French exchange: Galerie Patrick Seguin opens in London
In the past few years, the creative conversation between Paris and London has been flourishing, and design galleries have become the central topic. With the unveiling of Parisian Galerie Kreo’s London outpost last year and the UK-based Carpenters Workshop Gallery adding a Parisian space a few years earlier, there seems to be a healthy exchange of talent and business going on across the Channel. Modern art and design outpost Galerie Dutko opened its London doors earlier this month – and now it’s been joined by Patrick Seguin’s Mayfair opening, perhaps the most anticipated new gallery on the scene.
Since 1989, Seguin has been a pioneer at bringing the works of Jean Prouvé, Charlotte Perriand, Le Corbusier and Jean Royère to a wider public, presenting and preserving an important design and architecture movement for over two decades. Its visionary design stance now comes to London, in a space designed by Leonardo Pelleriti, a London-based Italian architect who cut his teeth at Roger Stirk Harbour + Partners before co-founding Wimshurst Pelleriti earlier this year.
For his new gallery’s debut, Seguin presented two projects that give a significant introduction to his work, united under the ’Petites Machines D’Architecture’ (or, ’Small Machines of Architecture’) banner. Fresh from Design Miami/Basel, the ’6x6 Demountable House’ by Jean Prouvé is presented here through a series of sketches, photographs, models and a video illustrating its installation. Nearby, the French designer’s ’Temporary School of Villejuif’ from 1956 is shown as part of the structure, as well as in a wealth of documents from the time. Smaller objects, such as a table used in the cafeteria and iconic Prouvé chairs, are also part of the display.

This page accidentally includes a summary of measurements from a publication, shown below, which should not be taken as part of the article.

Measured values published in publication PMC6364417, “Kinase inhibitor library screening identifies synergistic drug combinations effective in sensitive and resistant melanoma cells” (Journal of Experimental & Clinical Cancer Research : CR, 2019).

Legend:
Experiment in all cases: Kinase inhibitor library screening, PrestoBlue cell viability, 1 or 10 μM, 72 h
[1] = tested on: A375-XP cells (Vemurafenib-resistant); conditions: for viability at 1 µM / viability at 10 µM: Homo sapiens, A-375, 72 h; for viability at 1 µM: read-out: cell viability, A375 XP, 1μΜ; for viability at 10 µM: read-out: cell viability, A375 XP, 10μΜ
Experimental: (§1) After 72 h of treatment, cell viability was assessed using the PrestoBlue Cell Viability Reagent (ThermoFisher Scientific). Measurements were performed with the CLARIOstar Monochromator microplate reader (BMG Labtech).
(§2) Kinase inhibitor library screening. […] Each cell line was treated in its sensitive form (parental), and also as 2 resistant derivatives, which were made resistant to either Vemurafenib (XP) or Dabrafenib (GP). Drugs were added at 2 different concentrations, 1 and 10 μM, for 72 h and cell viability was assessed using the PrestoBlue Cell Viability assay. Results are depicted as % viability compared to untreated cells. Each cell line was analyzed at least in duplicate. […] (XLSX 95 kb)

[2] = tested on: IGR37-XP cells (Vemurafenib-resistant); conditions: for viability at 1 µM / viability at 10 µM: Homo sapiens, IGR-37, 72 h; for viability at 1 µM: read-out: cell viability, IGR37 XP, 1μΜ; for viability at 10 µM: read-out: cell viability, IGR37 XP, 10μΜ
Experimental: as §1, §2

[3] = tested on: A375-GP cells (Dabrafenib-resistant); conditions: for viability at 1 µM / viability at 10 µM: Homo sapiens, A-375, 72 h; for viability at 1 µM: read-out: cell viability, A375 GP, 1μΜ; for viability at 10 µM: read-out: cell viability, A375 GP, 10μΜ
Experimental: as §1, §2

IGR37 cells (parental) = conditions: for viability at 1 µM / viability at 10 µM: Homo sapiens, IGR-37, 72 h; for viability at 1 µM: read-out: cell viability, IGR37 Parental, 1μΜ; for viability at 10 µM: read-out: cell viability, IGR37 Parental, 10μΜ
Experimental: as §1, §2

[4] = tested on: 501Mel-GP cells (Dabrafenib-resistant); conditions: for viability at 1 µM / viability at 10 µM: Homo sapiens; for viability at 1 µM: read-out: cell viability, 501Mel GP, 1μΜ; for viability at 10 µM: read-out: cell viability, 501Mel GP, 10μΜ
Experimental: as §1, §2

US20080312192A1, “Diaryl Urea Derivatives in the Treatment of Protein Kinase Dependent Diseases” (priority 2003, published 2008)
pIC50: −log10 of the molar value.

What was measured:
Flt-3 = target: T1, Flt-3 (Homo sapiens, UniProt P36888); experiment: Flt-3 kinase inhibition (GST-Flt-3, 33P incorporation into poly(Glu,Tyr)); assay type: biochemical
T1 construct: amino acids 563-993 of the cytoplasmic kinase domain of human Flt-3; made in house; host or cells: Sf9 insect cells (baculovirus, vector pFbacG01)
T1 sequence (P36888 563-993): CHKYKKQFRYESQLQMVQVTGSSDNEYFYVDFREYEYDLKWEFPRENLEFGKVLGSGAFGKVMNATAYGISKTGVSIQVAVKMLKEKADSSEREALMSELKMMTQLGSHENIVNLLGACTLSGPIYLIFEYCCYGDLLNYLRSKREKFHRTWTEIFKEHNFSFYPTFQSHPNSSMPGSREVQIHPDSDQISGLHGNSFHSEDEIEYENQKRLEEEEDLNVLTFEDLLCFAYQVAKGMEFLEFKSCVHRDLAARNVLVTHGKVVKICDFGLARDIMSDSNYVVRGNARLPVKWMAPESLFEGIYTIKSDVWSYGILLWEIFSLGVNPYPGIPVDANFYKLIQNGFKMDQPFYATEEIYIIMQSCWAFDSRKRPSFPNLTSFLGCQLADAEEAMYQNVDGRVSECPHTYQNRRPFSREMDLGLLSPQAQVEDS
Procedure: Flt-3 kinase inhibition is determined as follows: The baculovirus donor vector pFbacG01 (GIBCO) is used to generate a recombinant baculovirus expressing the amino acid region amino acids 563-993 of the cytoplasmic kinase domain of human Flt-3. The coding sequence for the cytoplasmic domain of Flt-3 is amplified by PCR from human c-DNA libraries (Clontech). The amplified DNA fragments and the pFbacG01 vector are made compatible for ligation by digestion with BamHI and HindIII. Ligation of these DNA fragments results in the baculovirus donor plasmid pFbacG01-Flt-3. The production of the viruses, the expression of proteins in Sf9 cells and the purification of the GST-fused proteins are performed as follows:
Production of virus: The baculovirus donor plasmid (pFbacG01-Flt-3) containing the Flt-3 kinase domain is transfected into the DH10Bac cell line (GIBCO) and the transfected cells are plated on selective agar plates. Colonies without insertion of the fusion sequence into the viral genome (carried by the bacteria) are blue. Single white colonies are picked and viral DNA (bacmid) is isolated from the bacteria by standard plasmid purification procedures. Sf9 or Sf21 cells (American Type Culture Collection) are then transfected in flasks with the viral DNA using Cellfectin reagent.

The presentation of both projects is a fitting way of introducing Seguin’s working methods to a London audience; his encyclopedic presentation of the background and painstaking documentation of their structural details form an important testament to a generation of designers and their contemporary legacy. Seguin calls this a ‘non-miss opportunity’: ‘London has an extremely dynamic art scene with a large collector base,’ he says, ‘the British art market represents by itself 75 per cent of the European market.’ In its initial development stages, the London space will serve as a platform to display the development of his work on Prouvé’s architecture. ‘I am looking forward to reinforcing the bi-cultural nature of our gallery,’ he concludes, ‘and embracing the British gallery scene.’